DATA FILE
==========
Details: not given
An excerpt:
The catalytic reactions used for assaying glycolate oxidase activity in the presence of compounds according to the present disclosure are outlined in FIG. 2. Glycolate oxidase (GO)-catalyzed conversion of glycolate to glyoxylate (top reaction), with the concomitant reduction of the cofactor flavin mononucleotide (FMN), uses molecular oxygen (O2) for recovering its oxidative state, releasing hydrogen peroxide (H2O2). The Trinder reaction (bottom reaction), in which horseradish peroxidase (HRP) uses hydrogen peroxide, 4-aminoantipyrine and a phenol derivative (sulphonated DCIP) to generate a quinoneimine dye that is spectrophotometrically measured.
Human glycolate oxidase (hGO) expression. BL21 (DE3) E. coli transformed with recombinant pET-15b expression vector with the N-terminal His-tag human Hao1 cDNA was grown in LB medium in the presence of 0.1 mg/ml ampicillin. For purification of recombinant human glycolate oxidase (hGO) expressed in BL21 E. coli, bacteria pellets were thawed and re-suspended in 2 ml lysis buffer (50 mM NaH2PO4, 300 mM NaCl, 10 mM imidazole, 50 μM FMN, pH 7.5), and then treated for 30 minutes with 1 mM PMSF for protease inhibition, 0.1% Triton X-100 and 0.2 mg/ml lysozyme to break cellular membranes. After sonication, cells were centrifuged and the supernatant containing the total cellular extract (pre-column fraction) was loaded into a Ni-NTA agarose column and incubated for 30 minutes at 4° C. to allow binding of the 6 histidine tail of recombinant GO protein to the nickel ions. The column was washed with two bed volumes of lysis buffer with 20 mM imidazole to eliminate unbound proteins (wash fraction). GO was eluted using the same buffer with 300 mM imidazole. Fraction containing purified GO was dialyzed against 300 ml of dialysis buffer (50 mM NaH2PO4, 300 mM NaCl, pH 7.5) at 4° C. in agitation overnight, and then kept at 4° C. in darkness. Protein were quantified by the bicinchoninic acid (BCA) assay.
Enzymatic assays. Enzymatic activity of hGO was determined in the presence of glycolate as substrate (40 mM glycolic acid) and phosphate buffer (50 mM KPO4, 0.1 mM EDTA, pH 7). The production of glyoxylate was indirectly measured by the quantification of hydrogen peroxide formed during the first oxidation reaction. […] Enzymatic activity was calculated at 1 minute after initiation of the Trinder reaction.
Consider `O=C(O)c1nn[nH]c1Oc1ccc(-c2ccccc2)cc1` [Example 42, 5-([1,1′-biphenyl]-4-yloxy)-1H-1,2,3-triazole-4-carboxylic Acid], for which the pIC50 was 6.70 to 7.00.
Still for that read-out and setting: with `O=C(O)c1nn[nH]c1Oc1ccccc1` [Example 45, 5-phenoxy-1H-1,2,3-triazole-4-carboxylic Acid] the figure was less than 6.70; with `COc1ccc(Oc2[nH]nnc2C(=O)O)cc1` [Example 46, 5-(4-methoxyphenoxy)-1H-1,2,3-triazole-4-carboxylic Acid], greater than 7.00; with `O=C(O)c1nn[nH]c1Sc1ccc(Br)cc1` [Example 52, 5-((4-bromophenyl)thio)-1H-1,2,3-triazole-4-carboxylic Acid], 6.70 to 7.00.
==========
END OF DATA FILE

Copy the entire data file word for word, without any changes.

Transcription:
Details: not given
An excerpt:
The catalytic reactions used for assaying glycolate oxidase activity in the presence of compounds according to the present disclosure are outlined in FIG. 2. Glycolate oxidase (GO)-catalyzed conversion of glycolate to glyoxylate (top reaction), with the concomitant reduction of the cofactor flavin mononucleotide (FMN), uses molecular oxygen (O2) for recovering its oxidative state, releasing hydrogen peroxide (H2O2). The Trinder reaction (bottom reaction), in which horseradish peroxidase (HRP) uses hydrogen peroxide, 4-aminoantipyrine and a phenol derivative (sulphonated DCIP) to generate a quinoneimine dye that is spectrophotometrically measured.
Human glycolate oxidase (hGO) expression. BL21 (DE3) E. coli transformed with recombinant pET-15b expression vector with the N-terminal His-tag human Hao1 cDNA was grown in LB medium in the presence of 0.1 mg/ml ampicillin. For purification of recombinant human glycolate oxidase (hGO) expressed in BL21 E. coli, bacteria pellets were thawed and re-suspended in 2 ml lysis buffer (50 mM NaH2PO4, 300 mM NaCl, 10 mM imidazole, 50 μM FMN, pH 7.5), and then treated for 30 minutes with 1 mM PMSF for protease inhibition, 0.1% Triton X-100 and 0.2 mg/ml lysozyme to break cellular membranes. After sonication, cells were centrifuged and the supernatant containing the total cellular extract (pre-column fraction) was loaded into a Ni-NTA agarose column and incubated for 30 minutes at 4° C. to allow binding of the 6 histidine tail of recombinant GO protein to the nickel ions. The column was washed with two bed volumes of lysis buffer with 20 mM imidazole to eliminate unbound proteins (wash fraction). GO was eluted using the same buffer with 300 mM imidazole. Fraction containing purified GO was dialyzed against 300 ml of dialysis buffer (50 mM NaH2PO4, 300 mM NaCl, pH 7.5) at 4° C. in agitation overnight, and then kept at 4° C. in darkness. Protein were quantified by the bicinchoninic acid (BCA) assay.
Enzymatic assays. Enzymatic activity of hGO was determined in the presence of glycolate as substrate (40 mM glycolic acid) and phosphate buffer (50 mM KPO4, 0.1 mM EDTA, pH 7). The production of glyoxylate was indirectly measured by the quantification of hydrogen peroxide formed during the first oxidation reaction. […] Enzymatic activity was calculated at 1 minute after initiation of the Trinder reaction.
Consider `O=C(O)c1nn[nH]c1Oc1ccc(-c2ccccc2)cc1` [Example 42, 5-([1,1′-biphenyl]-4-yloxy)-1H-1,2,3-triazole-4-carboxylic Acid], for which the pIC50 was 6.70 to 7.00.
Still for that read-out and setting: with `O=C(O)c1nn[nH]c1Oc1ccccc1` [Example 45, 5-phenoxy-1H-1,2,3-triazole-4-carboxylic Acid] the figure was less than 6.70; with `COc1ccc(Oc2[nH]nnc2C(=O)O)cc1` [Example 46, 5-(4-methoxyphenoxy)-1H-1,2,3-triazole-4-carboxylic Acid], greater than 7.00; with `O=C(O)c1nn[nH]c1Sc1ccc(Br)cc1` [Example 52, 5-((4-bromophenyl)thio)-1H-1,2,3-triazole-4-carboxylic Acid], 6.70 to 7.00.